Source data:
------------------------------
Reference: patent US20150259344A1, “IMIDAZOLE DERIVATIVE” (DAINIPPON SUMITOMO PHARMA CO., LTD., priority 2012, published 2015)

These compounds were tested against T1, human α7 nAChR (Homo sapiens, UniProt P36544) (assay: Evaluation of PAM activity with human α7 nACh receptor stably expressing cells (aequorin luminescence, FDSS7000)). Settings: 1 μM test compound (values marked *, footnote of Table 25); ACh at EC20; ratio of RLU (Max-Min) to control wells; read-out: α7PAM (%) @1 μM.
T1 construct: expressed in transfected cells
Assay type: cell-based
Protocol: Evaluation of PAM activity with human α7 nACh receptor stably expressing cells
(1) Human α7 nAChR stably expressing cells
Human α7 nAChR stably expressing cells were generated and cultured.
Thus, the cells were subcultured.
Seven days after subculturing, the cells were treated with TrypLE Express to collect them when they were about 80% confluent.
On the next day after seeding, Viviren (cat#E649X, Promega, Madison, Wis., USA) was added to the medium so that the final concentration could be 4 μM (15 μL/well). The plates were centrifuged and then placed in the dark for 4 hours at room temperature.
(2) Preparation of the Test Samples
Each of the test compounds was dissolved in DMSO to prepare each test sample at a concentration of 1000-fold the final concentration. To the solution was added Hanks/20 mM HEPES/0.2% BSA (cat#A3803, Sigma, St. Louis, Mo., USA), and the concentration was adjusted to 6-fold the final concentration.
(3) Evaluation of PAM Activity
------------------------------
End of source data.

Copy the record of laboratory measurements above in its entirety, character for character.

Reference: patent US20150259344A1, “IMIDAZOLE DERIVATIVE” (DAINIPPON SUMITOMO PHARMA CO., LTD., priority 2012, published 2015)

These compounds were tested against T1, human α7 nAChR (Homo sapiens, UniProt P36544) (assay: Evaluation of PAM activity with human α7 nACh receptor stably expressing cells (aequorin luminescence, FDSS7000)). Settings: 1 μM test compound (values marked *, footnote of Table 25); ACh at EC20; ratio of RLU (Max-Min) to control wells; read-out: α7PAM (%) @1 μM.
T1 construct: expressed in transfected cells
Assay type: cell-based
Protocol: Evaluation of PAM activity with human α7 nACh receptor stably expressing cells
(1) Human α7 nAChR stably expressing cells
Human α7 nAChR stably expressing cells were generated and cultured.
Thus, the cells were subcultured.
Seven days after subculturing, the cells were treated with TrypLE Express to collect them when they were about 80% confluent.
On the next day after seeding, Viviren (cat#E649X, Promega, Madison, Wis., USA) was added to the medium so that the final concentration could be 4 μM (15 μL/well). The plates were centrifuged and then placed in the dark for 4 hours at room temperature.
(2) Preparation of the Test Samples
Each of the test compounds was dissolved in DMSO to prepare each test sample at a concentration of 1000-fold the final concentration. To the solution was added Hanks/20 mM HEPES/0.2% BSA (cat#A3803, Sigma, St. Louis, Mo., USA), and the concentration was adjusted to 6-fold the final concentration.
(3) Evaluation of PAM Activity